“The Originating ex parte is the genesis of the journey leading to the controversy in this appeal. Appellants argued that considering the nature of the relief(s) sought by the Respondent, that is, to enforce the London Arbitral Award against the Appellants, they ought to have been put on notice so as to ensure that the Appellants were given fair hearing as enshrined in the 1999 Constitution given the magnitude of the Award. On the other hand, the Respondent vehemently contended that Order 52 Rule 16(1) of the Federal High Court Rules regulates the manner in which an application for the enforcement of an award should be made, and prescribed that it can be made ex parte as done in the instant case. Now, Section 31 of the Arbitration and Conciliation Act, provides: (1) An arbitral award shall be recognized as binding, and subject to this section and Section 32 of this Act, shall, upon application in writing to the Court, be enforced by the Court. (2) … (3) An award may, by leave of the Court or a judge, be enforced in the same manner as a judgment or order to the same effect. Whereas, Order 52 Rule 16 (1) of the Federal High Court Rules, states that: “An application to enforce an award on an arbitration agreement in the same manner as a judgment or order may be made ex parte, but the Court hearing the application may order it to be made on notice.” Learned Counsel for the respective parties have referred this Court to the decision in IMANI & SONS LTD Vs. BILL CONSTRUCTION CO. LTD (Supra) where OGUNTADE, JCA (as he then was), while considering the provisions of Section 31 of the Arbitration and Conciliation Act, pronounced as follows: “The Lower Court reasoned that the purpose of an application brought pursuant to Section 37 of the ABCA Cap. 19 was merely to inform respondent on the application and that it was not meant that such respondent should file a counter-affidavit. By that reasoning the Lower Court was also saying that a respondent put on notice was not expected to even address the Court even on point of law. That the Lower Court understood Section 31 of ABCA Cap. 199 was manifest in what it proceeded to do immediately it refused adjournment sought. Without asking the appellants’ counsel what he intended to do following the refusal by the Lower Court of the application for adjournment, it proceeded to make the order sought on the Originating Summons. A perusal of Section 37 of the ABCA shows that it is not prescribed thereunder that a respondent to an application shall be put on notice but it seems to me that since the procedure is one leading to the granting of an order which may affect another’s proprietary interest, I must read into it a provision to the effect that a party against whom an order under Section 37 ABCA is sought must be put on notice….” Expressing similar opinions, ADEREMI, JCA (later JSC) (of blessed memory) observed as follows: “… To have construed Section 37 of the Arbitration and Conciliation Act Cap. 19 Laws of the Federation 1990 as carrying a legal force which denies a party who would be affected by the eventual order or judgment of a Court hearing before such order is made is a negation of fair hearing enshrined in our Constitution. And such law must not be accorded any application for it defeats the course of justice and erodes into the confidence which all law abiding citizens must have in the administration of justice – an essential to social order and security…” The above decision proceeded on appeal to the Supreme Court in BILL CONSTRUCTION CO. LTD Vs. IMANI & SONS LTD [2006] 19 NWLR (Pt.1031) 1, and while the Supreme Court found and held that the Court of Appeal was in error in its decision that the Respondent therein was not granted fair hearing, there was no pronouncement by the Supreme Court relating to the position of the law stated by this Court that a person to be affected by an application brought pursuant Section 31 of the ACA must be put on notice. In the words of TABAI, JSC, at page 17 of the law report; “The learned trial Judge, rightly in my view, refused that request for an adjournment in that such a counter-affidavit could not be taken as an application to set aside the arbitral award as provided for in Section 29(1)(a) of the Arbitration and Conciliation Act which has to be made within three months of the delivery of the award. The Lower Court, however allowed the appeal and set aside the order made by the trial High Court. I believe that the Lower Court was in error in its decision in the matter because the counter-affidavit sought to be filed by the respondent could not serve any useful purpose. This is because, any request made in such application to set aside the arbitral award could not be entertained by the Court as it would not have been made within the three months stipulated by law for making such application…” Contrary to the erroneous contention of the learned Counsel for the Respondent, the decision of the Supreme Court setting aside that of this Court was hinged on the fact that the Counter-Affidavit sought to be filed by the Respondent therein will serve no useful purpose as the time prescribed for the setting aside of the arbitral award had elapsed. It is also striking that in that case the Respondent therein was indeed put on notice of the motion seeking leave to enforce the Arbitral; but rather than file a counter affidavit, it filed a preliminary objection (filed after three months of the delivery of the award) which was subsequently over-ruled by the trial Court; whereupon the Respondent sought an adjournment to file a counter-affidavit in respect of the motion to enforce. This was not granted by the trial judge for the obvious reason enumerated by the Supreme Court. Therefore, I am unable to accept the Respondent’s contention that the pronouncement of this Court in IMANI & SONS LTD Vs. BILL CONSTRUCTION (Supra) with respect to the construction of Section 31 of the ACA was overruled by the Supreme Court on appeal. As I indicated above, there is nothing to that effect; as a matter of fact, I adopt the reasoning that it must be read into the provision of Section 31 of the ACA that any application for the recognition and enforcement of Arbitral award, which touches on the proprietary or pecuniary interest of another, must be served on that person. For the avoidance of doubt, the reasoning of this Court in the above case remains much more potent where, as in the instant case, the Respondent seeks leave to enforce an arbitral award within three months of the delivery of the said award. Looking at the decision of the Supreme Court in BILL CONSTRUCTION (Supra), it is obvious that the Court was persuaded to reach its conclusion primarily on the ground that the three months prescribed for the filing of application to set aside an arbitral award under Section 29 of the ACA had elapsed. That is not the situation in this case. Order 52 Rule 1-6 (1) of the Rules of the Lower Court may have given the learned trial judge the discretion to direct that application filed ex parte for the recognition and enforcement of an arbitral award, be made on notice, I believe the discretion will be shown to have been exercised judicially and judiciously, not warranting interference by this Court, the learned trial judge should have exercised restraint and ordered that the Appellants be put on notice before any order is made against them, considering the peculiar circumstances of this case, and in particular Section 29 of the ACA which reads: “(1) A party who is aggrieved by an arbitral award may within three months – (q) from the date of the award; or (b) in a case falling within Section 28 of this Act, from the date the request for additional award is disposed of by the arbitral tribunal, by way of application for setting aside, request the Court to set aside the award in accordance with Subsection (2) of this section.” Sections 29(1) and 31(1) of the ACA as well as Order 52 Rule 16 (1) of the Federal High Court Rules, seem to me, plain to the effect that, an application for the recognition and enforcement of arbitral award may be made either ex parte or on notice; where it is made ex parte, the Court may direct as it deems fit that the other party be put on notice. It is my view, that where the Application is made within the three months the Award is made, the debtor is permitted to apply to set aside the award, such application must be made on notice or the Court should direct that the other party should be put on notice. On the contrary, where the three months prescribed had elapsed, it implies that the Award debtor does not intend to exercise his right under Section 29 of the Act; and the shoreline is then clear for the Applicant to make his application ex parte without the fear that the statutory right of the Award debtor is being supplanted. In AYOADE Vs. SPRING BANK PLC [2014] 4 NWLR (Pt.1396] 93, the Court held that: “One of the cardinal requirement of law, to imbue a Court with jurisdiction to hear a case, is that, the person to be affected by its decision must be duly summoned or served with processes of Court and given opportunities to be heard or defend themselves. That is an inalienable constitutional right of every person. A Court has no jurisdiction to make orders to bind a party that was not given opportunity to be heard by the Court before issuing the order, except such persons are agents, servants, or privies of the parties to the case, in which case they are contemplated…” Therefore, having contemplated making the Appellants at the receiving end of the Originating Application filed by the Respondent to enforce the Arbitral Award within three months of its delivery, and as it is aimed at affecting them, the Court ought to have directed that the Appellants be put on notice, to give them opportunity to be heard before visiting on them the calamity of abrogating their statutory right under Section 29 of the ACA, to have the award set aside within three months of delivery. The learned trial judge adopted the decision of this Court relied upon by the Respondent in UMAR Vs. ONWUDINE (Supra); but as will be seen, both the Respondent and the Lower Court misconceived the reasoning of the Court in that case. If the learned trial judge had carefully studied the decision of this Court in that case, it would have reached a different conclusion. At page 149 to 152 of the Report, this Court, per UMOREN, JCA, while considering the question I earlier raised, as to whether an application should be heard and granted ex parte, held as follows: “…I have examined the nature of the orders made by the learned trial Judge. I am of the view that it entails deliberation on a number of well-settled issues upon which the right of the applicant to the grant of it depends… Clearly, whenever the need arises for the determination of the civil rights and obligation of every Nigerian, this provision (Section 33 of the 1979 Constitution, now Section 36 of the 1999 Constitution) guarantees to such a person a fair hearing within a reasonable time. Fair hearing has been interpreted by the Courts to be synonymous with fair trial and as implying that every reasonable and fair minded observer who watched the proceedings should be able to come to the conclusion that the Court or other tribunal has been fair to all the parties concerned… As this is so, an order which ex-facie, as in this appeal, looks final, lacks at least one of the attributes of fair hearing or as for example, equality of opportunity to both sides to the contest… Once a party or an appellant as in this case shows that there is an infringement on the principle of natural justice against him, it is my view that he need to show nothing more. The finding that there is an infringement of the principle is sufficient to grant him a remedy….” Without any particle of doubt, there is nothing in the entire decision of this Court in UMAR Vs. ONWUDINE (Supra) supporting the conclusion reached by the Lower Court and the stance taken by the Respondent. To the contrary, this Court clearly held that any provision of rules of Court or Act which states that an Appellant cannot appeal against an ex parte order which is ex facie a final order or decision is inconsistent, null and void with the Constitution. Also, according to OMAGE, JCA at page 156 of the Report, a party against whom an ex parte order is made has the option of approaching the Court to have same vacated or elect to appeal, as done in that case.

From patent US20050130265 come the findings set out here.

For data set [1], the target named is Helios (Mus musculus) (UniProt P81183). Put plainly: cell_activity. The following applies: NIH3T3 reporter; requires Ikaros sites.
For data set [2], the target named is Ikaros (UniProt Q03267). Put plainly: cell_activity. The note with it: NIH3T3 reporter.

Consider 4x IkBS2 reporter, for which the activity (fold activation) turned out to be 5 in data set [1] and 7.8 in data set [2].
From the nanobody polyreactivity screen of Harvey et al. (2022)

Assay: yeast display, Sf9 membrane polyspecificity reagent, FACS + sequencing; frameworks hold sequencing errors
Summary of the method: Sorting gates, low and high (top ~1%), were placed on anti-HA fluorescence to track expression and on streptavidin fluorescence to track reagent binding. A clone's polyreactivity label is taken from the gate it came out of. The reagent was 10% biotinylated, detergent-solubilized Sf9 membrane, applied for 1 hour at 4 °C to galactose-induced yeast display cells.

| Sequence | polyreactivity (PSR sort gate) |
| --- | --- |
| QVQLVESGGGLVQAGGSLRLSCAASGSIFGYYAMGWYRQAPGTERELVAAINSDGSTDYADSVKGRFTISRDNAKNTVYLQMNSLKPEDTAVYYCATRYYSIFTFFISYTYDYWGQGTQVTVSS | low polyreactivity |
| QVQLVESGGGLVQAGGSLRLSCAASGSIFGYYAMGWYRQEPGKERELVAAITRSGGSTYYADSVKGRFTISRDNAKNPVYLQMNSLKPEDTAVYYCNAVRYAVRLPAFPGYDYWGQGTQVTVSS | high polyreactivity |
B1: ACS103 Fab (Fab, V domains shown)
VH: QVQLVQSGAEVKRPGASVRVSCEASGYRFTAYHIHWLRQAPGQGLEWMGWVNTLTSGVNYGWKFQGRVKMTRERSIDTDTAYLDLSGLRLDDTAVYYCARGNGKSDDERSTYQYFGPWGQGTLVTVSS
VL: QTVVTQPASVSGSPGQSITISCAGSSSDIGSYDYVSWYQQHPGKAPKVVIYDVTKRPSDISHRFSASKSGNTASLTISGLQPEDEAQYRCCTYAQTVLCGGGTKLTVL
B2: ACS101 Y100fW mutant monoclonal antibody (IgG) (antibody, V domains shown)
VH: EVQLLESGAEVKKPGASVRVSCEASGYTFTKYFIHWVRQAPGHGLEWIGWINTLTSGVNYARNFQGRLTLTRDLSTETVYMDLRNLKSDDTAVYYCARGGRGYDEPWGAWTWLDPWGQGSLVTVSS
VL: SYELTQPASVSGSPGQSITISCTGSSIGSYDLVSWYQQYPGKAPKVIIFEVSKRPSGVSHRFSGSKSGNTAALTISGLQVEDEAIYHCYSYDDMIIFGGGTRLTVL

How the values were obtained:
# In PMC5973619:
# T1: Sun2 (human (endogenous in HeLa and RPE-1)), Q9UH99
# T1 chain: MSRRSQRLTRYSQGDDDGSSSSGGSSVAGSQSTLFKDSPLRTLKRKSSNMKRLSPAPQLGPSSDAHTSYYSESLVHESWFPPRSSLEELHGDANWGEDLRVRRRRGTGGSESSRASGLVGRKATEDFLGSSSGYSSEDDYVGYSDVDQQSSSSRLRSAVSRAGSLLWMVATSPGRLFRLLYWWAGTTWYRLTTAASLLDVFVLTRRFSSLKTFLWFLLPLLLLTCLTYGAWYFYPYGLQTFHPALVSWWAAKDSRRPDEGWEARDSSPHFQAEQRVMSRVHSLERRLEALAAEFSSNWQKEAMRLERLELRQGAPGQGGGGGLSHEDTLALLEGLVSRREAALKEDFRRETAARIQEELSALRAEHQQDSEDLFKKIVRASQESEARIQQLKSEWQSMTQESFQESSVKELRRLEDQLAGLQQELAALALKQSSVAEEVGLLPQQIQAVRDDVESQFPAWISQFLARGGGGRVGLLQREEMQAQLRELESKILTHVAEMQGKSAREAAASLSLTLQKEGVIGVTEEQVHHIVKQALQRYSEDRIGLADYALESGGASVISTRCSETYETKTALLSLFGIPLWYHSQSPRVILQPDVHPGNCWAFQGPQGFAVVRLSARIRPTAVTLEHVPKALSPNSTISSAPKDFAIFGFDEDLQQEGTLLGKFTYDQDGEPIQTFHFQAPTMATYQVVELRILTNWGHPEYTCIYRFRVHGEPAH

To sum it up therefore, the conclusion reached by the learned trial judge runs contrary to the decision it relied upon; it cannot be allowed to stand. As earlier noted expressly in this judgment, in so far as the application for leave to enforce the Arbitral Award was not served on the Appellants before same was heard and determined, the Appellants’ right to fair hearing would be taken as having been breached, thereby rendering the entire proceedings including the order made by the Lower Court, a complete nullity, and therefore liable to be set aside. See EKE Vs. OGBONDA (Supra); PURIFICATION TECHNIQUES (NIG) LTD Vs. AG, LAGOS STATE [2004] 9 NWLR (Pt.879) 665.”

Per TIJJANI ABUBAKAR ,J.C.A ( Pp. 46-58, paras. E-B )

 

 

lawpavilion • November 1, 2018


Previous Post

Next Post

Leave a Reply